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The Vault at PfaffsAn Archive of Art and Literature by the Bohemians of Antebellum New York
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sed if he anticipated us &c.    This is an old
dodge of O Brien s.   His wide-eyed, confident  My dear
fellow, it s been done before!  or  I had precisely the same
idea!  was so well known that Arnold and Cahill used
to play upon it by informing him of improbable plots for
plays which they (never) intended to write, when it always
appeared that O B s luxuriant imagination had anticipated
them!         Not that the idea of sketching the eating-houses
of New York is a very out of the way one   anybody might
have hit upon it.   But  tis a pet trick of O Brien s.
Up town. Writing.     /    Rawson has told Mrs Potter that
he thinks his mother is going to get married.  /            The
want of discrimination in judgment of character in one
style of women is curious.       There was talk to-day over
the breakfast table of the expose of the  Swill-milk  business
in Frank Leslie s paper.   Mrs Potter let fall a remark
intimating that nothing could be true coming from that source.
She has heard us talking of F. L. at table, that his real
name s Bob Carter &c and   consequently   thinks it equally
due to her sense of morality and judgment to come to that
conclusion!   Exquisite feminine logic!   And she plumes
herself on it, too!            Some time back all the women in
the house went Spiritual Medium-izing, being bitten, in the
first place by Mrs Patten.    Mrs Potter went in for it,
going more than once as bottle-holder to others.   And certainly
the accounts they brought back of the woman   Mrs Porter s
  performances were singular.    She spelt out names, told
some particulars of lives &c amid a good deal of nonsense,
vulgarity and occasional obscenity.    It was quite the topic
Title:Thomas Butler Gunn Diaries, Volume Nine: page one hundred and forty
Description:Regarding the women in his boarding house visiting a spiritual medium.
Subject:Arnold, George; Bellew, Frank; Boardinghouses; Cahill, Frank; Gill, Rawson; Gouverneur, Mrs. (Gill, Griffin); Gunn, Thomas Butler; Leslie, Frank; O'Brien, Fitz James; Patten, Willis; Porter, Mrs.; Potter, Mrs.; Spiritualism; Women
Coverage (City/State):New York, [New York]
Scan Date:2011-02-02


Title:Thomas Butler Gunn Diaries, Volume Nine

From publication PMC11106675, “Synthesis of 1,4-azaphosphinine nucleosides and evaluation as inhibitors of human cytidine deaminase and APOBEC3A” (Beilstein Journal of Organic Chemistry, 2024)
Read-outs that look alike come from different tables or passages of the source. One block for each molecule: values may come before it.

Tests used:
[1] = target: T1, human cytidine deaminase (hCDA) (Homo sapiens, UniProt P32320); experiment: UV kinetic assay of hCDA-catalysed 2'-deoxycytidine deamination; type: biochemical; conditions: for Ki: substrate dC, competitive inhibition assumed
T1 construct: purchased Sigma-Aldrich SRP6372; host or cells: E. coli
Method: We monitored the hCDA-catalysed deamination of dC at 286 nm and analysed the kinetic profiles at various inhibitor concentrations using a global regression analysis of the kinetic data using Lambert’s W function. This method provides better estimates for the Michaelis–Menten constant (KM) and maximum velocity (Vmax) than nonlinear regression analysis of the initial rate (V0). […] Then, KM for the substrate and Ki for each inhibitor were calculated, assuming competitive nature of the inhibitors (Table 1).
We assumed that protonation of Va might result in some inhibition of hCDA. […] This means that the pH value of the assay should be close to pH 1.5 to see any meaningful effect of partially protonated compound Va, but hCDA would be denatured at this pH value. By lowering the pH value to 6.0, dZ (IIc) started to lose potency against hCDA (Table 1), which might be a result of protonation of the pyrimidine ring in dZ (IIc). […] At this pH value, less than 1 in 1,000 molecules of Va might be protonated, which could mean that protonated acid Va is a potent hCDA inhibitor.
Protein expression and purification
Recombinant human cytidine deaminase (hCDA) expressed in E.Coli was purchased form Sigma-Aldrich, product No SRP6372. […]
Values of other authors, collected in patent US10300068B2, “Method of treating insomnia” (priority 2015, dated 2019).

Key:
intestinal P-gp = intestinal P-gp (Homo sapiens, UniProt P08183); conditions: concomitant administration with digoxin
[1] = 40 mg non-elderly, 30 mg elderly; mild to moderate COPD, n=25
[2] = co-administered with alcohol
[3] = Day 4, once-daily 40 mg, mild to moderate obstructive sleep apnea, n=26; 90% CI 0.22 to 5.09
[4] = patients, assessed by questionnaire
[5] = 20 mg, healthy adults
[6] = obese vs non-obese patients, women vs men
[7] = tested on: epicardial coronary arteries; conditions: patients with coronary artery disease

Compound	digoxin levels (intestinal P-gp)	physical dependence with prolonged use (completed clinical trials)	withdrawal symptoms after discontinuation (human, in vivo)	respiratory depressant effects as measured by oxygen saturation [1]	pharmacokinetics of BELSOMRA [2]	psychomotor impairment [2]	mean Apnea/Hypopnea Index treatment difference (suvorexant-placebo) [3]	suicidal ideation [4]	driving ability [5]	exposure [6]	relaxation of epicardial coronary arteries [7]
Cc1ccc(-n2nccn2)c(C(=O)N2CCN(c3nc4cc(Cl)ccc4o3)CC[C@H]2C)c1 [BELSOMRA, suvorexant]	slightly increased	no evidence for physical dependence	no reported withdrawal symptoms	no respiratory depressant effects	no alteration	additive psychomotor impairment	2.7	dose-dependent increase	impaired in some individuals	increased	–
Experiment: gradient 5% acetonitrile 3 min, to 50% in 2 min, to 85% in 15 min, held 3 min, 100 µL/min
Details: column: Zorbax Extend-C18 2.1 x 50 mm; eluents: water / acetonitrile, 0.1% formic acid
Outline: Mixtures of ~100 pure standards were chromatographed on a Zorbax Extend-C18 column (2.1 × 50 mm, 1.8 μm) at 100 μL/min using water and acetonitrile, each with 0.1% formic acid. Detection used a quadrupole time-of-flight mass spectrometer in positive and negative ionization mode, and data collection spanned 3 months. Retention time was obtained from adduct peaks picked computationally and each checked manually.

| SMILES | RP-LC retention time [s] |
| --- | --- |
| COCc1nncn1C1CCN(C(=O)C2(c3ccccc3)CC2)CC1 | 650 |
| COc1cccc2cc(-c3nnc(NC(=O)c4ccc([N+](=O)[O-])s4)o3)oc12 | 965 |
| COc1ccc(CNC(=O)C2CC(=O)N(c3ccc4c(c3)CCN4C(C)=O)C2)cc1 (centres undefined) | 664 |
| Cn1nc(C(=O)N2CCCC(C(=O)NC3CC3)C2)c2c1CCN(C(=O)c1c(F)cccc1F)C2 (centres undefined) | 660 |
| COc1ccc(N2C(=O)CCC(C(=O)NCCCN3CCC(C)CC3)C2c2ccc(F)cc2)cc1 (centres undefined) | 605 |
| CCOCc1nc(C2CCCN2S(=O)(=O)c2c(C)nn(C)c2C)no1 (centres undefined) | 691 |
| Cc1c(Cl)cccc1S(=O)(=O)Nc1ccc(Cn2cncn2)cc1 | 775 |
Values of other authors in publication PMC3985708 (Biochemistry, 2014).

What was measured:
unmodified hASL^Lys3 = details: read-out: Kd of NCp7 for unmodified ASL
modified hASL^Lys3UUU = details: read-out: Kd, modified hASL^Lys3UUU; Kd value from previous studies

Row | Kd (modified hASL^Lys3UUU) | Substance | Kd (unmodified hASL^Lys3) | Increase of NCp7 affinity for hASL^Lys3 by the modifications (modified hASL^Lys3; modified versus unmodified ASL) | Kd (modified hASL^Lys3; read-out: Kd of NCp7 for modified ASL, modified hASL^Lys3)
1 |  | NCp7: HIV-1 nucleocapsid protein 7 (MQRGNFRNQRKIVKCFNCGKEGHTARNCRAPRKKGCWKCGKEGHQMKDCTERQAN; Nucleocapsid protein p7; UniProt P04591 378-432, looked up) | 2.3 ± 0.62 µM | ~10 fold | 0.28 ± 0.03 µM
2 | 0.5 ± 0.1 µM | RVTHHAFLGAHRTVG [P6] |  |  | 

Description:Includes descriptions of boardinghouse living, a picnic at Hoboken with other New York artists and journalists, his drawing and writing work in New York, attending a lecture by Lola Montez, visits to James Parton and Fanny Fern and the Edwards family, a controversy over Fitz James O'Brien's story ''The Diamond Lens,'' artist Sol Eytinge's relationship with writer Allie Vernon, the suicide of writer Henry William Herbert, antics of the New York Bohemians, the interest of people living in his boarding house in spiritualism, a visit to his friend George Bolton's farm in Canada, a visit to Niagara Falls, and a scandal involving Harbormaster Willis Patten, who lives in his boarding house.
Subject:Boardinghouses; Bohemians; Farms; Gunn, Thomas Butler; Publishers and publishing; Suicide; Travel; Women
Coverage (City/State):New York, New York; Rochester, New York; Elmira, New York; Paris, Ontario, Canada
Note:Thomas Butler Gunn was born February 15, 1826, in Banbury, England, and came to New York in 1849. During the Civil War he worked as a correspondent for the New York Tribune and the New York Evening Post. He returned to England in 1863, and died in Birmingham in April 1903. The collection includes twenty-one volumes of his diaries, including newspaper clippings, letters, photographs, sketches, and various other items inserted by Gunn. Diary entries date from July 7, 1849, to April 7, 1863, and include his experiences with the New York publishing and literary world, his descriptions of boarding houses, his travels throughout the United States, and his experiences traveling with the Federal army as a Civil War correspondent.
Publisher:Missouri History Museum
Rights:Copyright 2011 Missouri History Museum.
Source:Page images, transcriptions, and metadata of the Thomas Butler Gunn diaries have been provided by the Missouri History Museum.